In the 31 patients, baseline pulmonary function was characterized by mild obstruction and slightly reduced DLCO (Table 1). After 12 months of doxycycline treatment, there was a significant mean decrease in FEV1 (70 mL) but no significant variation in DLCO. The results of the 6MWT showed that there was an insignificant (25-m) increase in the mean 6MWD and a reduction in the minimum SpO2. There was an improvement in some of the SF-36 physical and mental domain scores (Table 1).

As shown in Figure 1A, there was a significant reduction in urinary MMP-9 levels (from 10,487 pg/mL at baseline to 4,061 pg/mL after 12 months of treatment with doxycycline; p < 0.001). Serum MMP-2 was also blocked. However, there were no significant differences between pre- and post-treatment serum MMP-9 levels (Figure 1B), and urinary MMP-2 levels were undetectable. All MMP-related data are shown in Table 1.





Blood and urine samples were collected from 10 healthy women (controls), whose mean age was 40 ± 4 years (p = 0.29 vs. the mean age of the LAM patients).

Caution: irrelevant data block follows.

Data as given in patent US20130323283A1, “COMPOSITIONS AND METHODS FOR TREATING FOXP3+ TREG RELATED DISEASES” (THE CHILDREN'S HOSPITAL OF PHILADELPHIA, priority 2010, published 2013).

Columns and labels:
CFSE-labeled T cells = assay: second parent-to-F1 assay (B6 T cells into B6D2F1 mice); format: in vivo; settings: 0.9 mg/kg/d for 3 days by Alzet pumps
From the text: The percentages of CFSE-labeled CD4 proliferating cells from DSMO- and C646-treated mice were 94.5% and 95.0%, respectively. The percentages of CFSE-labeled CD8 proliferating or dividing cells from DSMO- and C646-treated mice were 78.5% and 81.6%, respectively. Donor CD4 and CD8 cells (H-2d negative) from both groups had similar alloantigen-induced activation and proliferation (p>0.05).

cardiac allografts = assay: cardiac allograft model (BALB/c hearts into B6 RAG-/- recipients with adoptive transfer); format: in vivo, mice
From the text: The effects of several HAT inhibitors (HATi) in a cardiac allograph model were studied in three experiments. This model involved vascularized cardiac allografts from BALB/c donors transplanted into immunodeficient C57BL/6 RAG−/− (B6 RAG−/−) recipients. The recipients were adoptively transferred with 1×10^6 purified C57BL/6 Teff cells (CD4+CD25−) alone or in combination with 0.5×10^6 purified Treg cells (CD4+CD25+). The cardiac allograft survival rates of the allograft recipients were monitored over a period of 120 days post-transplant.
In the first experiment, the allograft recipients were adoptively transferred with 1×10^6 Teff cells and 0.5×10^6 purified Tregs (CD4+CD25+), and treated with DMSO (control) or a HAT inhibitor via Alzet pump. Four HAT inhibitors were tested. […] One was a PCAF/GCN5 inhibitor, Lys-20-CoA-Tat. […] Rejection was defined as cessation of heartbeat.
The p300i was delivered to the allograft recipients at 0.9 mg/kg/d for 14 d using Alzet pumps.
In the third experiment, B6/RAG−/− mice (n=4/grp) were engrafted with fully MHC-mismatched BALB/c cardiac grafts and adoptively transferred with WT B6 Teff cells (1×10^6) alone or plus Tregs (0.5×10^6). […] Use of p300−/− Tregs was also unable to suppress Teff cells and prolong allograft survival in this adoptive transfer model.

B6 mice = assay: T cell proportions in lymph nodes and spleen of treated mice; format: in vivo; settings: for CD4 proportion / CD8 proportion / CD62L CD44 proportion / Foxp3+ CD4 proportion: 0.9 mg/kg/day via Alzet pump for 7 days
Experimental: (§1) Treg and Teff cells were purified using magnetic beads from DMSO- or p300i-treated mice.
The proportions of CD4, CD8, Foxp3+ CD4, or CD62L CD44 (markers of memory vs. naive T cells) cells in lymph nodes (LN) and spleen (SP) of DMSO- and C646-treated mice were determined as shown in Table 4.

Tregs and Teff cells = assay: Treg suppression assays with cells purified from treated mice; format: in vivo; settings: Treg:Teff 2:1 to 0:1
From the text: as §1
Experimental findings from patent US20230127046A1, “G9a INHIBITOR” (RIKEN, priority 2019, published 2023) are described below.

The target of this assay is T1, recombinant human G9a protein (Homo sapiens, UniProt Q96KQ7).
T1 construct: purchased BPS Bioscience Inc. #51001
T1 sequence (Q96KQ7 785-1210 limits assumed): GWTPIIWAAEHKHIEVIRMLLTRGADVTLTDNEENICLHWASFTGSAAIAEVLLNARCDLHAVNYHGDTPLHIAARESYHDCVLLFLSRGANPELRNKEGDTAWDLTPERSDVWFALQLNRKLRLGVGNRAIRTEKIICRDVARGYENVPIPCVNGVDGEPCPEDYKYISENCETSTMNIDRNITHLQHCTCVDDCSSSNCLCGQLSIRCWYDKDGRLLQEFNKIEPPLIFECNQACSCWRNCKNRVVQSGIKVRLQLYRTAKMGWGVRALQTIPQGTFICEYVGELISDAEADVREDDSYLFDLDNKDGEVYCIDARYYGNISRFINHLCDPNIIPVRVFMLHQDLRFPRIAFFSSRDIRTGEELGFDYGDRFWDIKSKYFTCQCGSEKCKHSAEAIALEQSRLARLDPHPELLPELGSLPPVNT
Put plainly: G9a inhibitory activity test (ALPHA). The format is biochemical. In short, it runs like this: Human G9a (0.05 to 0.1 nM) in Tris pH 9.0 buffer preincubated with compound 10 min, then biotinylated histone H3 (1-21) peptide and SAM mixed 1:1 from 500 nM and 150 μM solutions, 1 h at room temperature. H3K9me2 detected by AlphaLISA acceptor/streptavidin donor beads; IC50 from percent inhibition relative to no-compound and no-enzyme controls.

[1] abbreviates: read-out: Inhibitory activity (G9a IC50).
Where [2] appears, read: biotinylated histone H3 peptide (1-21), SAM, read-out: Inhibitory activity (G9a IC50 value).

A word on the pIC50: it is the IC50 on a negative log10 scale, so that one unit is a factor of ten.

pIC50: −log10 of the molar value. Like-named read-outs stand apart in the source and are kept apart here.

Median baseline serum and urinary MMP-9 levels were significantly higher in the LAM patients than in the healthy controls (933 vs. 89.6 ng/mL; p < 0.0001, and 10,487 vs. 200 pg/mL; p < 0.0001, respectively). Baseline serum and urinary MMP-2 levels were undetectable in the control group, with no significant differences between the controls and the LAM patients in terms of those levels.

Median baseline serum VEGF-D levels were significantly lower in the controls than in the LAM patients (185 vs. 821 pg/mL), in whom serum VEGF-D levels remained stable over the course of doxycycline treatment (Figure 1C).